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Surprising Even Himself, Shaine Casas Makes A Name For Himself As One Of World’s Fastest Backstrokers

By Karen Rosen | Aug. 04, 2019, 1:59 a.m. (ET)

Shaine Casas swims in the men's 100-meter backstroke final at the Phillips 66 National Championships on Aug. 3, 2019 in Stanford, Calif.


STANFORD, Calif. – No one predicted Shaine Casas would emerge as the most promising male backstroker at the Phillips 66 National Championships, and he has a reason for that.

“I’m a butterflyer,” Casas said. “It’s just it hasn’t come out yet. So I’m sticking with what I’m swimming well with right now.”

Casas won the 100-meter backstroke Saturday with a time of 52.72 seconds, making him the fifth-fastest performer in the world this year.

Two days earlier, he was second in the 200 backstroke at nationals, which is part of the Team USA Champions Series, presented by Xfinity.

Casas is tied for the sixth-best performer in the world in that event with at time of 1:55.79, sliding in behind Austin Katz, who edged him at nationals by .07 seconds.

“That one was a surprise,” said Casas. “I was hoping for 1:56-low, but I saw 1:55, so I was ecstatic. That was a really tight race. I really thought I won, but he got the best of me in the last 10 meters. Props to him.”

And props to Casas, who realized he is swimming a lot faster than he thought he would be in the backstroke, if not the butterfly. He was 17th in the 100 butterfly in between his two backstroke races.

“It was a bittersweet moment the other day, getting second, but it was such a great time, so I couldn’t really be mad about it,” he said of the 200 back. “But I won this time, so it’s sort of adding to the resume, so I’m happy about that.”

Casas, 19, moved into No. 7 on the all-time U.S. list in the 100 back. For a guy who specialized in the butterfly, not the backstroke, as a freshman at the NCAA championships this year, that’s quite an accomplishment.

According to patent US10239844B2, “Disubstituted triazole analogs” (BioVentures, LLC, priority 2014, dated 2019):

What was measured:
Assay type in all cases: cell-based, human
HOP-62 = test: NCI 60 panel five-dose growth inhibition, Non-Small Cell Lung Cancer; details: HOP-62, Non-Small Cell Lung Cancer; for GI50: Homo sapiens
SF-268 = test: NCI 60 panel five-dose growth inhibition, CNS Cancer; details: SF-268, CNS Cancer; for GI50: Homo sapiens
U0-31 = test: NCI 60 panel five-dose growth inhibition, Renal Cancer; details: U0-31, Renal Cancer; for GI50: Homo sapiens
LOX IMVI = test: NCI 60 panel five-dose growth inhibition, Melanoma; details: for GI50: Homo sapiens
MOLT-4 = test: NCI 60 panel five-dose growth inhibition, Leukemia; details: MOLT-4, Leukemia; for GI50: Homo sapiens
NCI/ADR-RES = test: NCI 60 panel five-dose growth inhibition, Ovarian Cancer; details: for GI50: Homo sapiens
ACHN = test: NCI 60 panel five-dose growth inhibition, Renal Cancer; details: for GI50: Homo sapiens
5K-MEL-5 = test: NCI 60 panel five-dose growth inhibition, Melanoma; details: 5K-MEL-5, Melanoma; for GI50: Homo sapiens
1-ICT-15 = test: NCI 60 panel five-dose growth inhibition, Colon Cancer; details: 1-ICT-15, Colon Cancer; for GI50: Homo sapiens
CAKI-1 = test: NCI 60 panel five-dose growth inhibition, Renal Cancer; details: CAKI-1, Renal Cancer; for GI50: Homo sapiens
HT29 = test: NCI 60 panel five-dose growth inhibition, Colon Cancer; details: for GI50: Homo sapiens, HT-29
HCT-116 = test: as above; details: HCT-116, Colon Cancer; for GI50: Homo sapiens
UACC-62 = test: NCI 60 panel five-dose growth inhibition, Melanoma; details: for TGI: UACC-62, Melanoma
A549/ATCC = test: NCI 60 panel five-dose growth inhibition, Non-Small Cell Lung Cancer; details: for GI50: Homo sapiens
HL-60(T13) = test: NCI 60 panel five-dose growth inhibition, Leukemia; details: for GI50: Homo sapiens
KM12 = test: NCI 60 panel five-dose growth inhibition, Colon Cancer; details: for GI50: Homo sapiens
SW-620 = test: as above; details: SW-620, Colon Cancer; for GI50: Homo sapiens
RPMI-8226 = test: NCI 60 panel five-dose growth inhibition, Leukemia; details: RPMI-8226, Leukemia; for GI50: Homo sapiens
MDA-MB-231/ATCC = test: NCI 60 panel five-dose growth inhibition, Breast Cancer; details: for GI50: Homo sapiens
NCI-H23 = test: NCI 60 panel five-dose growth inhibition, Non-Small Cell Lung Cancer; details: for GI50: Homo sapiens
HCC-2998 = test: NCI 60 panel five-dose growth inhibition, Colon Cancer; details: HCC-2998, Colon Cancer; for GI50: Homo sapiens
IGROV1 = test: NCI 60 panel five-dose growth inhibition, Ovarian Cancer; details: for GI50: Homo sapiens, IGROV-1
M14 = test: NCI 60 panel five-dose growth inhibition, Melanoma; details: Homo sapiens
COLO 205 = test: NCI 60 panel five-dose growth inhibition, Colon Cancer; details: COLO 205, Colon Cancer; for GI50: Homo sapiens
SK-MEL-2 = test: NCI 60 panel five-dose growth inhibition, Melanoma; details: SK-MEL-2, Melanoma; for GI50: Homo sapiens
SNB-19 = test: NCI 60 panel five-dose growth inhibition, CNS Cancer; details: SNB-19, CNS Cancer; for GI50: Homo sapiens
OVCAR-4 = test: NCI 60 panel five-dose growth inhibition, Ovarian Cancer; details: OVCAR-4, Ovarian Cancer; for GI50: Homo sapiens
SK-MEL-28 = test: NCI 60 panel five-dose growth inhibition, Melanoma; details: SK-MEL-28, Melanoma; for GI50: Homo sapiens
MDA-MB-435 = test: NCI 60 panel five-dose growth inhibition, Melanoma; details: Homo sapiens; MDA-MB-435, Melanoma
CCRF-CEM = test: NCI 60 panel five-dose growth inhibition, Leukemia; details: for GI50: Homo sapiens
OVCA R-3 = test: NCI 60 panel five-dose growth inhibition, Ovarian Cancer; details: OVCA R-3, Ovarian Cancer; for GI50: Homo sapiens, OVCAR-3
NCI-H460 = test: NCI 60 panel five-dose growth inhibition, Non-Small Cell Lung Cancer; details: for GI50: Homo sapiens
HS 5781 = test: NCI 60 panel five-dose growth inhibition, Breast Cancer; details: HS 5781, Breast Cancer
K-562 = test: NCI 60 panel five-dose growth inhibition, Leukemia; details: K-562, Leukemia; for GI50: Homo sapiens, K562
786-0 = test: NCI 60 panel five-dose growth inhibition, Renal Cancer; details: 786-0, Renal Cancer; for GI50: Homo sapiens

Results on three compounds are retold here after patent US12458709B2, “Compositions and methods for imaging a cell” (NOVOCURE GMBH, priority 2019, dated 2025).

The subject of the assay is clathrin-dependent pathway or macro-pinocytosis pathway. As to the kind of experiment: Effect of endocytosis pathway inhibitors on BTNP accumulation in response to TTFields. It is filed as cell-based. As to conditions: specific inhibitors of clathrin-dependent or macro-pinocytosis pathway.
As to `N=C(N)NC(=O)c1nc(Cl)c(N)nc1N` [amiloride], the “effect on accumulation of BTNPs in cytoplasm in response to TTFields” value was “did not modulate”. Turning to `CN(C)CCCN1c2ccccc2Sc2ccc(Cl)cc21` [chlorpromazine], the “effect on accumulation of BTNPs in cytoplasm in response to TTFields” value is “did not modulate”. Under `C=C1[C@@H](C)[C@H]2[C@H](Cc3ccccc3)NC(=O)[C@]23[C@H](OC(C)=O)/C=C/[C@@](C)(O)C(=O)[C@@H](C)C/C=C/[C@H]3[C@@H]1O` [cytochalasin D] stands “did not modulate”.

Ryan Murphy, the reigning Olympic champion and world record holder, is the only American who has gone faster this year at 52.44, while Olympic veteran Matt Grevers was bumped down to sixth on the world list at 52.75.

The previous best for Casas in the 100 back was 54.51 last summer. He then went 53.26 in the preliminaries Saturday before dropping another half second in the final.

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Mel Stewart, the Olympic champion in the 200-meter butterfly in 1992 and the co-founder of SwimSwam.com, said Casas is an example of young swimmers making their presence known in the pre-Olympic year.

“He’s risen in the ranks so fast and improving so fast,” Stewart said. “We see this every year as we’re on the run-up to the Olympic Games. New talent pops and when they do, you better watch out, because the following Olympic trials they can win it.”

That realization is dawning on Casas as well. Can he be a threat at Olympic trials? “I’d like to say that, yeah,” he said. “I’m swimming a lot better, so I’m excited.”

He remembers the Olympic Games Rio 2016, “watching Murphy just destroy these guys. I’m excited to be racing like that in a year, so we’ll see how that goes, too.”

Casas, who will swim the 200-meter individual medley on Sunday, never trailed in the 100 back. Yohan Ndoye Brouard of France was second in 53.80 seconds and Clark Beach was third in 53.95. International athletes are allowed to swim at U.S. nationals this year because the event is not a selection meet for major international competitions.

As a freshman at Texas A&M, Casas broke six school records and was named to the SEC All-Freshman team.

However, the long season took a toll on him.

“It was kind of a little scary thing,” he said. “By the end of the summer, I was getting so beat up, I couldn’t really finish the practices, but it’s paying off, so I guess it worked out in the end.”

He’s looking forward to next year for both the NCAA and the Olympic trials.

“It kind of resets my goals for the NCAA, and I’m hoping to win something there, too,” Casas said.

He added that seeing his name on the all-time list is “pretty cool, but I didn’t really swim for that. I was just swimming to swim fast to make my coaches and my family happy.

“Once you figure out how to stop swimming for yourself and start swimming for others, it’s a lot easier.”